Tilda Swinton (best actress, Evening Standard British Film Award) gives another extraordinary performance—possibly her most brilliant one—as a beleaguered middle-aged alcoholic in Los Angeles who kidnaps an 11-year-old boy, Tom, in order to extort money from Tom’s dying rich grandfather in Julia, a co-production from France, the U.S., Mexico and Belgium directed by Erick Zonca. Julia is a crackerjack yarn; a bond grows between Tom and his kidnapper, a surrogate for whose Mexican mother the latter slowly becomes. Along with this, the film grows increasingly absorbing and suspenseful, becomes terrifying in fact when across the border Tom is kidnapped from his kidnapper by thugs out for blood—people, that is, as desperate as Julia, who plunges herself into a foreign underworld to try to rescue the boy, lying every which way in an effort to succeed. One of her lies gets a man shot to death; add this soul to the one Julia herself has shot to death. Thus is Julia able to confront the insanity of her own adventure in kidnapping and extortion.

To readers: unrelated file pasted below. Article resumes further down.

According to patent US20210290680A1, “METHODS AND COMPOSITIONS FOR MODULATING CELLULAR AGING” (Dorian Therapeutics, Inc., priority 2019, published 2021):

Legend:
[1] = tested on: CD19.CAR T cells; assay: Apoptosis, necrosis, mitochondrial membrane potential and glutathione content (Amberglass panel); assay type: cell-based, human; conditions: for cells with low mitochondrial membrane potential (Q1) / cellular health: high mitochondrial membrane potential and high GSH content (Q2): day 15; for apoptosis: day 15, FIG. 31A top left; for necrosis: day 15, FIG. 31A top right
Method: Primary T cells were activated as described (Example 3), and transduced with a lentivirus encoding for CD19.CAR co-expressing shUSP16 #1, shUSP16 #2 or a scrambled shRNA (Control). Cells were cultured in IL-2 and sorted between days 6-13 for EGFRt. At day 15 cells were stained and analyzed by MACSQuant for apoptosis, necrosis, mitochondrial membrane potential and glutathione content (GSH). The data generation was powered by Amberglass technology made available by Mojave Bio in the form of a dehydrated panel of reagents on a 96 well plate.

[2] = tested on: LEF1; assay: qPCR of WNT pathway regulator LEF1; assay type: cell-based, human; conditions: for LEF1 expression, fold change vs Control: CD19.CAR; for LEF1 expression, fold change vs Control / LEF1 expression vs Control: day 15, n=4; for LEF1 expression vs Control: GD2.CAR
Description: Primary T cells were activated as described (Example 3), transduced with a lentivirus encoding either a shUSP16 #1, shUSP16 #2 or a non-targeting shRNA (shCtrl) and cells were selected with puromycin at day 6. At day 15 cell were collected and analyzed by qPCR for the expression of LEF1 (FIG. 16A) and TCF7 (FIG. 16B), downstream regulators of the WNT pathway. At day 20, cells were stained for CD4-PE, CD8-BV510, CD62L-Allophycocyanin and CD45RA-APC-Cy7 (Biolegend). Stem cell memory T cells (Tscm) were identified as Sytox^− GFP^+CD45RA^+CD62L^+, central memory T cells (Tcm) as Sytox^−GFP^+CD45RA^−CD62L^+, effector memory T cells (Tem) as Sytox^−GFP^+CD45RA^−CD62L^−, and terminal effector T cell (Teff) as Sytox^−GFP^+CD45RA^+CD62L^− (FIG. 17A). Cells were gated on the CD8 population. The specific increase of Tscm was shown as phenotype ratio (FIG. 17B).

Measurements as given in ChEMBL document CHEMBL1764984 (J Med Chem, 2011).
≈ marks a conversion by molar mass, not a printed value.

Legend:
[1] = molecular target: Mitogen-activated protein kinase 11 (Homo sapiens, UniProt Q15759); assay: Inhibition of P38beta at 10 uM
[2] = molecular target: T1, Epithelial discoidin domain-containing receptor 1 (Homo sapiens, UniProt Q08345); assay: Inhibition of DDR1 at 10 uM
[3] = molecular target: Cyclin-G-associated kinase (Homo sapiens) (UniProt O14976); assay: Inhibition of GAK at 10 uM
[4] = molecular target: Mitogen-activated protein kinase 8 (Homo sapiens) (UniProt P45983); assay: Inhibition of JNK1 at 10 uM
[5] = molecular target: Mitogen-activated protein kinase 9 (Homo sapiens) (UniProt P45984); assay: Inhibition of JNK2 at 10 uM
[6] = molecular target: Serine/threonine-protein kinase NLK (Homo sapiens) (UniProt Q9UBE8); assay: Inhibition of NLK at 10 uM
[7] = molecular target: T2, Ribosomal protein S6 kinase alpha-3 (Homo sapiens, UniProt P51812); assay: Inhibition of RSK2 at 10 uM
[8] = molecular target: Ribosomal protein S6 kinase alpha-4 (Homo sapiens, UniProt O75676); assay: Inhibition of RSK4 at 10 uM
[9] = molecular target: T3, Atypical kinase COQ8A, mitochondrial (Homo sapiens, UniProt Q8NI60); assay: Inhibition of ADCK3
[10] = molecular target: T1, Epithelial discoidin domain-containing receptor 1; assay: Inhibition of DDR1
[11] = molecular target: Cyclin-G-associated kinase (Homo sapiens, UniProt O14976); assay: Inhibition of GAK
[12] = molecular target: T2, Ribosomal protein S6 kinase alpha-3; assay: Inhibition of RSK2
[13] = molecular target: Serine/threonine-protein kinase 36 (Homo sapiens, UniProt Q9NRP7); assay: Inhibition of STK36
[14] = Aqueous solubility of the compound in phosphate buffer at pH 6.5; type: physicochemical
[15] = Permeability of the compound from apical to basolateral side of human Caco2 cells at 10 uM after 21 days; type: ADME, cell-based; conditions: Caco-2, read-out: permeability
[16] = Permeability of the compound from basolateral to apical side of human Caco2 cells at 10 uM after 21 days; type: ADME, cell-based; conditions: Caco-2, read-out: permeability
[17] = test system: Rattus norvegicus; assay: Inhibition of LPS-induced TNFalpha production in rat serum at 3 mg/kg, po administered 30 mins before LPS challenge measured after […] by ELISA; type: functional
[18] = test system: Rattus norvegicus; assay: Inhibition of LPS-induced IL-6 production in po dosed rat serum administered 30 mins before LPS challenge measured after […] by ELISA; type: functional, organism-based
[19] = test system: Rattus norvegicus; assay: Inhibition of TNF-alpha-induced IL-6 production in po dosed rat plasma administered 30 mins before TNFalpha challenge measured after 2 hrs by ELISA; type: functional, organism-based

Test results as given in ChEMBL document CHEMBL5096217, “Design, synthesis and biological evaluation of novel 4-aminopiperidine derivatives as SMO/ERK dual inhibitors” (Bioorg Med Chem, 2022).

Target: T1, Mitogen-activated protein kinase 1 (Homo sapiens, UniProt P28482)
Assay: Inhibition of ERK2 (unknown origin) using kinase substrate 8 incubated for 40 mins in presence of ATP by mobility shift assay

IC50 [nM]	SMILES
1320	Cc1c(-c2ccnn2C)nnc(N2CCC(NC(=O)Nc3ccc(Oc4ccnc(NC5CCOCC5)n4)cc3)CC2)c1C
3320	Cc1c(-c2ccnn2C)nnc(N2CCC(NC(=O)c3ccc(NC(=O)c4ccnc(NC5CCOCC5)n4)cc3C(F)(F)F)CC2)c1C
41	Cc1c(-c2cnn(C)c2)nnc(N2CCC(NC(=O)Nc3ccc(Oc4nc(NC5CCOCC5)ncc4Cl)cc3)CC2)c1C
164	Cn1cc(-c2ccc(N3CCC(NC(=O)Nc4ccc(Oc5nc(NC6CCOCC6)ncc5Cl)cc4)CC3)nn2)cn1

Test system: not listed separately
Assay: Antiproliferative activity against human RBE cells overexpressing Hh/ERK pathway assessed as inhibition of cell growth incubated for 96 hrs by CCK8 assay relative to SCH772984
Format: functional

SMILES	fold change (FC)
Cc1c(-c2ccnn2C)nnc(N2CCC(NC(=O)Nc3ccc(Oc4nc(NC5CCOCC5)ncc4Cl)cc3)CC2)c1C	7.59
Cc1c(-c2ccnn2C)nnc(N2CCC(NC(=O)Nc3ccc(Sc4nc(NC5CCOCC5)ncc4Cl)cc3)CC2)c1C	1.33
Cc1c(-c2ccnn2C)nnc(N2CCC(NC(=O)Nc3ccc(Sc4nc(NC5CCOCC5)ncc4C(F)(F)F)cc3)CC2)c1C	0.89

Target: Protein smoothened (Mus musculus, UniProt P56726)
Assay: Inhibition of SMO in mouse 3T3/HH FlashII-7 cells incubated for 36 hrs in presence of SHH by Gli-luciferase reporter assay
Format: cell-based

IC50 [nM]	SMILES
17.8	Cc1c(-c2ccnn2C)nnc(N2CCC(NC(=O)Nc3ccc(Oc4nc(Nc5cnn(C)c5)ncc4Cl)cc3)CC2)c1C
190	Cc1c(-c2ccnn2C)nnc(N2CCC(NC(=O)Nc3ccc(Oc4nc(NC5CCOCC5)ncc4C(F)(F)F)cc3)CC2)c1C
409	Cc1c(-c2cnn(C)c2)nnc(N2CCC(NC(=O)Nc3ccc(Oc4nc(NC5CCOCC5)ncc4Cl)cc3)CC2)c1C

Style and plot combine elements from John Cassavetes’ The Killing of a Chinese Bookie (1976) and Gloria (1980); however, the complex socioeconomic relationship between Mexican and U.S. poverty gives Zonca’s film its own reality. Above everything else is Swinton’s richly detailed contribution. Chain-smoking, guzzling vodka, playing people, resisting as long as she can to give herself and her behavior a good long look, Julia is “a character” whose humanity will likely remain invisible to us so long as it remains invisible to her. The two-hour-plus length of the film is necessary for Zonca and Swinton to chart the gradual process by which Julia’s humanity enters the visible realm.
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